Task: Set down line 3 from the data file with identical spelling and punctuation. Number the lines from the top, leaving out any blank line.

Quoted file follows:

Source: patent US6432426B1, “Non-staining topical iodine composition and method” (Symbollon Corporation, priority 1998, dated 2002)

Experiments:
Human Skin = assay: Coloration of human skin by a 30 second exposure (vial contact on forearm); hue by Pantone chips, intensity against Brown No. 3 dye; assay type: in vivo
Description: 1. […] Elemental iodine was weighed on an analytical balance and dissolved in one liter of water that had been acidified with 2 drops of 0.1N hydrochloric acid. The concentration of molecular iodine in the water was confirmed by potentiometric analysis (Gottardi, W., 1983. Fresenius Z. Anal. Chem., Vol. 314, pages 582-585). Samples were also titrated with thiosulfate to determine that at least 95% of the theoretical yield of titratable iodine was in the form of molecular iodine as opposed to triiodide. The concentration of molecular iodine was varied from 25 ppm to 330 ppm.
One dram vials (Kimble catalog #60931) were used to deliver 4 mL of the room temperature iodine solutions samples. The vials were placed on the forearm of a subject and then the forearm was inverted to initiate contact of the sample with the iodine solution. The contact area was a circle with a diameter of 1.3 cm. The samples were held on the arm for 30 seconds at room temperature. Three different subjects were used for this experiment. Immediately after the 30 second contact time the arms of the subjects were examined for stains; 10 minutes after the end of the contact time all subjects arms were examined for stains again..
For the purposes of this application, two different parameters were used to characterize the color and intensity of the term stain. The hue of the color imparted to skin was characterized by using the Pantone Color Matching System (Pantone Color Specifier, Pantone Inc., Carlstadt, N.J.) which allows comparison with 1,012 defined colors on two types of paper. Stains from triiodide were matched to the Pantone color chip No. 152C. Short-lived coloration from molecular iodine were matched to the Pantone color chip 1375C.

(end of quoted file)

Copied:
Human Skin = assay: Coloration of human skin by a 30 second exposure (vial contact on forearm); hue by Pantone chips, intensity against Brown No. 3 dye; assay type: in vivo